Queen appoints first woman as constable of Lancaster Castle

Pam Barker at Lancaster Castle Image copyright Not specified
Image caption The constable of Lancaster Castle hold the keys to the castle for the monarch

A woman has been appointed constable of Lancaster Castle for the first time by the Queen, more than 600 years after the role was created.

Pam Barker succeeds Gordon Johnson in the post which dates back to 1400 according to the Duchy of Lancaster, the Queen's private estate.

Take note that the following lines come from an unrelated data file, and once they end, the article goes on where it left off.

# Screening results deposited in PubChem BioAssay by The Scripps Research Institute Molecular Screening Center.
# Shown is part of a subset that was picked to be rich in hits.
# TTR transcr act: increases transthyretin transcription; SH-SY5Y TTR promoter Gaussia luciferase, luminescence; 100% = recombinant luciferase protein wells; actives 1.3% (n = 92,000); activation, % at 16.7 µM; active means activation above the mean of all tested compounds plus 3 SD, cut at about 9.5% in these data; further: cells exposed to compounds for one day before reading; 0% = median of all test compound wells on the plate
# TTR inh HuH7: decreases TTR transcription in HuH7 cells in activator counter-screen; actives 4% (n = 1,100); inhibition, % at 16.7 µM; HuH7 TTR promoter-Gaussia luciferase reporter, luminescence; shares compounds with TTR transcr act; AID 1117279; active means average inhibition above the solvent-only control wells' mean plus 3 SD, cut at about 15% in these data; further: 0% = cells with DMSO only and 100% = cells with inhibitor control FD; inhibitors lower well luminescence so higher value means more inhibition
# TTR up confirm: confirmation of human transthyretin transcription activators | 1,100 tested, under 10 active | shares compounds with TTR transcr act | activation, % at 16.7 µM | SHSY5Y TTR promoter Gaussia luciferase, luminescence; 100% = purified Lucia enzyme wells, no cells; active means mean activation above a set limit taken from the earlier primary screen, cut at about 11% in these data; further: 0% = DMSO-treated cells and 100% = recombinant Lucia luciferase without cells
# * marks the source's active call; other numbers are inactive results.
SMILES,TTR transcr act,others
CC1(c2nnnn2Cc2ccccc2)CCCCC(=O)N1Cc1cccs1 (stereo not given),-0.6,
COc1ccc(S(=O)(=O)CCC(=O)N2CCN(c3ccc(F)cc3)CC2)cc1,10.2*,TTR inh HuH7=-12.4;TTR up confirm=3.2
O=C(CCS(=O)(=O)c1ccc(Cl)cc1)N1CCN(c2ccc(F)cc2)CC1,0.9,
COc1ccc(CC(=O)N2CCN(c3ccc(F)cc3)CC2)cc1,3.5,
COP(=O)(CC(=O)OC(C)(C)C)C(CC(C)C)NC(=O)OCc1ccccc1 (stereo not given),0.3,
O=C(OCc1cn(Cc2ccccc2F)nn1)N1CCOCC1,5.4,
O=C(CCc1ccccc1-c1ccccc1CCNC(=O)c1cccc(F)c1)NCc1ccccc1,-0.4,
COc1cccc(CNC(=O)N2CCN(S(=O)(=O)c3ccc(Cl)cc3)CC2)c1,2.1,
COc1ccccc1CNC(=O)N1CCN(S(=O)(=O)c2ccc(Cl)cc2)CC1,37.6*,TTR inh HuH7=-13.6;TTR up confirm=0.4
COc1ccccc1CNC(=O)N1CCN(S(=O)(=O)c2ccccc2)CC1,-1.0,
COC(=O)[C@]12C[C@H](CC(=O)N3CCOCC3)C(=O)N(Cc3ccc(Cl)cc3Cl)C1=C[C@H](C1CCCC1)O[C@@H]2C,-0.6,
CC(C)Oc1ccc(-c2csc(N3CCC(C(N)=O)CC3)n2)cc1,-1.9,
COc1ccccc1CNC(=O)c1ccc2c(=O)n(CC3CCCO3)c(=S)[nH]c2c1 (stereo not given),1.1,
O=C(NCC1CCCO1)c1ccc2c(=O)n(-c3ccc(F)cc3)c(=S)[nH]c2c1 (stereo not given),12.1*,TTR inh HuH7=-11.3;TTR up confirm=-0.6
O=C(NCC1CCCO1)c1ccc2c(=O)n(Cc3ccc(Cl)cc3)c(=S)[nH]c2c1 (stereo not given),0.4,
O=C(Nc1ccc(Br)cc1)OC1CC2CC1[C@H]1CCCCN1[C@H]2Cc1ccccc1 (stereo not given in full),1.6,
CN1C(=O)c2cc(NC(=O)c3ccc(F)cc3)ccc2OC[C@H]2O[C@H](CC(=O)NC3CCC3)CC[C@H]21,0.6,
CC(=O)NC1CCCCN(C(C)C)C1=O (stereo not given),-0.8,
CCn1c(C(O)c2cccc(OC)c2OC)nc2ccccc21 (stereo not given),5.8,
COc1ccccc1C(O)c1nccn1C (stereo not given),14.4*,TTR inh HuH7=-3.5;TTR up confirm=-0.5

The former head teacher said the appointment was "a huge honour".

Constable duties are mainly ceremonial but include holding keys to Lancaster Castle on behalf of the monarch.

Mrs Barker, who was previously the head teacher at Lancaster Girls' Grammar School, said: "I know the position is primarily a ceremonial one these days but I love Lancaster and intend to work hard on behalf of the Duchy and Lancaster Castle."

The constable receives a stipend of £5.25 a year from the Queen in her ancient role as Duke of Lancaster.

Last year, Lancaster Castle opened its gates to the public for the first time in 900 years.

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